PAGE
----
Although I should not have an adverse opinion on any technology, there is nothing I loathe more than seeing a PDF document arrive in my inbox. There’s that tense minute where I click on it and wonder, will it open correctly? Will my screen reader actually be able to read it? Will I be able to navigate its content? Is it full of scanned images? For the amount of testing I’ve done on PDF documents in order to guarantee their accessibility, I find the PDF format to be quite frustrating when it comes down to accessing information. Having said that, despite its accessibility drawbacks, I am encountering them more and more in my professional life. Here are a few ways in tackling them in order to get to their content in an accessible fashion.
First things first, make sure you have the latest version of Adobe Reader. Each new version does improve on accessibility, so it’s a really good idea to keep up-to-date. You can easily update this program by going to the ninite service, choosing the Adobe Reader option and downloading the setup. The ninite service is found here. You can read more on this service by going to my blog entry on the topic: Configuring A New PC IS A Drag.
Reading a PDF document in Adobe Reader will ensure quicker navigation; such as headings, links, lists, tables and the like. That’s if the document author has followed accessibility standards and properly tagged the document. You will know if they didn’t if Adobe comes up with the warning, “This is an untagged document, infer reading order from the content?”. Pressing ENTER at this point will make Adobe Reader figure out the document layout, but you will not get any navigation capabilities. In other words, you’ll be able to read the document from top to bottom, but you won’t be able to move from heading to heading, since there will not be any generated.
But, if all you’re concerned about is content, I would suggest going into the Adobe Reader file menu by pressing ALT+F and then going down to “Save As”. You can then choose “Save As Text”. The benefit is you get a text dump of the document which you can read with your favourite text editor, such as Notepad.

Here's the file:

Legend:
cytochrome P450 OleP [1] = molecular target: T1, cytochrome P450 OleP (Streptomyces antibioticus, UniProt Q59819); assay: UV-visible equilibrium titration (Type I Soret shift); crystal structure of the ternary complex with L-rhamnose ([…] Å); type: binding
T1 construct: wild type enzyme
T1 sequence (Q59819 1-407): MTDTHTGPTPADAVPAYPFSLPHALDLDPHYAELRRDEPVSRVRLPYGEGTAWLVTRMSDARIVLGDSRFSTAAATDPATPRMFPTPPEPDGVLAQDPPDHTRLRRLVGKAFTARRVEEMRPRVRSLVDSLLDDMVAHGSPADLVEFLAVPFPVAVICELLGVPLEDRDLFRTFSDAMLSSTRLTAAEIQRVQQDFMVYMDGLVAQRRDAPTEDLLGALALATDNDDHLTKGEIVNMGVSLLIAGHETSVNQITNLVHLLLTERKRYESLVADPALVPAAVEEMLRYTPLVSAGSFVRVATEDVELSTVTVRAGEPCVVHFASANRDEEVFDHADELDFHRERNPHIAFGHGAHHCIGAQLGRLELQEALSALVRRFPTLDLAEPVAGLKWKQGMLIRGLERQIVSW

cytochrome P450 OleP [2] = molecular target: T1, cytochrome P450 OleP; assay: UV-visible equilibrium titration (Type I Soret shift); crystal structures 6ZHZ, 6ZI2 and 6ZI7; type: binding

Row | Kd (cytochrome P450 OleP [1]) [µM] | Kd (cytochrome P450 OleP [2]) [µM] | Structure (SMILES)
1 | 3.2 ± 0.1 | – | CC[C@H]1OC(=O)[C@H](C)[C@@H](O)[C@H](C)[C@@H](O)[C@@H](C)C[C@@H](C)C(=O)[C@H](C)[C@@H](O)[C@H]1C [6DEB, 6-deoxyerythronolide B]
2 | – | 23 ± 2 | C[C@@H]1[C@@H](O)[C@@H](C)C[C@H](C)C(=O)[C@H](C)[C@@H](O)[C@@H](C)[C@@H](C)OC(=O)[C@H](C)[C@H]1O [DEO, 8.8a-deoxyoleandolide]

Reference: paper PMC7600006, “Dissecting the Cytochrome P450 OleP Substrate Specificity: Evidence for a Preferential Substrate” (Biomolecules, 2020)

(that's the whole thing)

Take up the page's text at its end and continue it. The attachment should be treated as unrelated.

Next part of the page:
There is however, a point of no return when it comes to reading a PDF document. There is a way to create a PDF document from scanned images. In other words, the document contains no text whatsoever. You will know that this has happened if you try to open a document and Adobe Reader notifies you that the document is empty. This is where you start stomping your feet in frustration and cursing under your breath. You can contact the sender and ask for an alternative document format, or you can use a scanning program such as Kurzweil or Openbook in order to scan this document in a readable format. Screen readers such as JAWS and NVDA have facilities to scan images on the fly, but it’s definitely not the solution to our accessibility woes.
Don’t want to use Adobe Reader? You don’t have to. There is a fully accessible text editor called EdSharp. You can find more info here: EdSharp Info. And here is a direct download link for the program itself: EdSharp Direct Download. Once installed, run the program and press CONTROL+SHIFT+O. This will open a file dialog where you can choose the PDF which you would like to read. It will be converted into text and loaded up into EdSharp for your reading pleasure.
Well, that’s my rant for today. If, by any chance a PDF author is reading this and would like to know more on PDF accessibility, you can access a guide by following this link. Creating Accessible Adobe® PDF Files.
You can also Google, “PDF accessibility” to find a treasure trove of material.